Vattanac Golf Resort Associates celebrate Pchum Ben Festival

In September, Associates at Vattanac Golf Resort, in Phnom Penh Cambodia have been celebrating the Buddhist festival of Pchum Ben. General Manager, Chris Geraghty gave us his insight into the experience.

Pchum Ben is a 15-day long ceremony and is a time where Cambodian people honour their ancestors up to seven generations back. During the 15-days, people will visit the local Pagoda (Buddhist Temple) alongside their family members to make offerings of food to Buddhist Monks with the intention to placate the spirits of their dead ancestors.

Vattanac Golf Resort team at a local pagoda for Pchum Ben celebrations
Associates from Vattanac Golf Resort during Pchum Ben

Wearing the traditional outfit of white shirt, black trousers and Khmer scarf (Khro’ma), 36 of us from Vattanac Golf Resort visited the Srae Ampil Pagoda, in a village on the outskirts of Phnom Penh. We intentionally chose this pagoda because of its somewhat rural location, feeling that our donations will be more impactful. Foods were sacrificed to the Monks whom are believed to be the mediators between our world and the spiritual world. The food donated is for the spirits of dead ancestors which is transferred to them by the Monks. At this time we, collectively, received our blessings inside the Pagoda. Following this, we made charitable donations to the ley-men or volunteers of the Pagoda who support the community in and around the village.

The final step of the day was performing a rice ceremony which is the gesture of placing rice inside bowls which are kept outside the Pagoda. It is believed that the spirits whom committed sins during their lifetimes cannot enter the Pagoda to enjoy the food being sacrificed, so this act is to ensure those spirits do not go hungry and are appeased, not wishing harm on their living descendants. Alongside this rice giving, the placing donations in sand cleanses one from sin as a form of penance.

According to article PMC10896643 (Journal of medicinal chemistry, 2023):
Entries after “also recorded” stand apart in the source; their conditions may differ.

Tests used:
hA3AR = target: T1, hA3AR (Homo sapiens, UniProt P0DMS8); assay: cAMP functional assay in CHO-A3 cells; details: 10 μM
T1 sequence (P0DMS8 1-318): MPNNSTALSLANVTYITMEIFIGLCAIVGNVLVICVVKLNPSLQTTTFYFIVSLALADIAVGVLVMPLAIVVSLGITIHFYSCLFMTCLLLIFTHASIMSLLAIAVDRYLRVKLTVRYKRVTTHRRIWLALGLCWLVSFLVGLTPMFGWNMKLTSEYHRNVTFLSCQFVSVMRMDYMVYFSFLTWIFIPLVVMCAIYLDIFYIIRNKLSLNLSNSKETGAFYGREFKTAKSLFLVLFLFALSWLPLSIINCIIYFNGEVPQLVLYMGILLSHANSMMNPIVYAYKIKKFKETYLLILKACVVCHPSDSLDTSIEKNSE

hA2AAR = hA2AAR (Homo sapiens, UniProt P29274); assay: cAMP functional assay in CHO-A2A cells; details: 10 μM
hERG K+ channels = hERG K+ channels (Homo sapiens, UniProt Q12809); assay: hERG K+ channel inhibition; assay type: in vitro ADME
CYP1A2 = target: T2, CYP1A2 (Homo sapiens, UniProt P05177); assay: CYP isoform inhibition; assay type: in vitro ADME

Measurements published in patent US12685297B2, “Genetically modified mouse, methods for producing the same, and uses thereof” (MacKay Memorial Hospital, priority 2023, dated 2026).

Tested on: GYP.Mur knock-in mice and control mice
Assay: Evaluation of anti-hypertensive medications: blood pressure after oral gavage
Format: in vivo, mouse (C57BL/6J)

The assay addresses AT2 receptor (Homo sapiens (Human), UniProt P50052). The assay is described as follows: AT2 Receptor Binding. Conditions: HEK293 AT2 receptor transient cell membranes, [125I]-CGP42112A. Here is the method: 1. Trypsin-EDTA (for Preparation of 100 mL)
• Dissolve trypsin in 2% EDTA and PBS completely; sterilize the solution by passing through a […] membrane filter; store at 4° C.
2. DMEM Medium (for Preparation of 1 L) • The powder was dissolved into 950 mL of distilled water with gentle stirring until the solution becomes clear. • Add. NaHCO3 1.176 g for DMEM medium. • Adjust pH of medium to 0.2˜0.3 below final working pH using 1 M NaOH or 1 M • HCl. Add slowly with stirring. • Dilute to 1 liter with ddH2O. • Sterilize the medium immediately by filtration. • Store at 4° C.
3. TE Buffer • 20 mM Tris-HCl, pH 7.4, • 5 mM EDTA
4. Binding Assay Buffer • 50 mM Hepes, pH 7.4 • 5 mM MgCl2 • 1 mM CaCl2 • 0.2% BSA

A major theme of the whole visit from start to finish was the giving of small amounts of money. Be it to local children whom take care of shoes outside the Pagoda while people pray inside, to the charity boxes placed inside and outside full of small denomination notes. It was an incredibly humbling experience for all of us to see the generosity of people giving to those less fortunate than them, knowing that those whom are giving may be struggle to make ends meet themselves. To see the difference these small donations make to people’s lives and to see the reactions to a donation of 500 Riels (approx. 12 US-cents) was an incredibly humbling experience which gave each of us there a newfound appreciation for what is important.

I have been fortunate enough to work with Troon in three different regions of the world; North Africa, The Arabian Gulf, and now South East Asia. The most profound piece of information I have learned through this time, having the opportunity to experience different religions, cultures, and ways of life, is that it is of the utmost importance to allow ourselves to view the world from differing viewpoints and absorb as much as we can from those viewpoints. It is my subjective, yet firm opinion that the fundamental, underlying messages, and significant activities across all cultures contain identical themes: gathering alongside one’s peers, spending quality time with family, and giving to those less fortunate. It is through embracing these commonalities that we can appreciate what makes us all the same wherever we are in the world.

An enormous thank-you to Vattanac Golf Resort and all of our team who were involved with organizing this wonderful learning experience.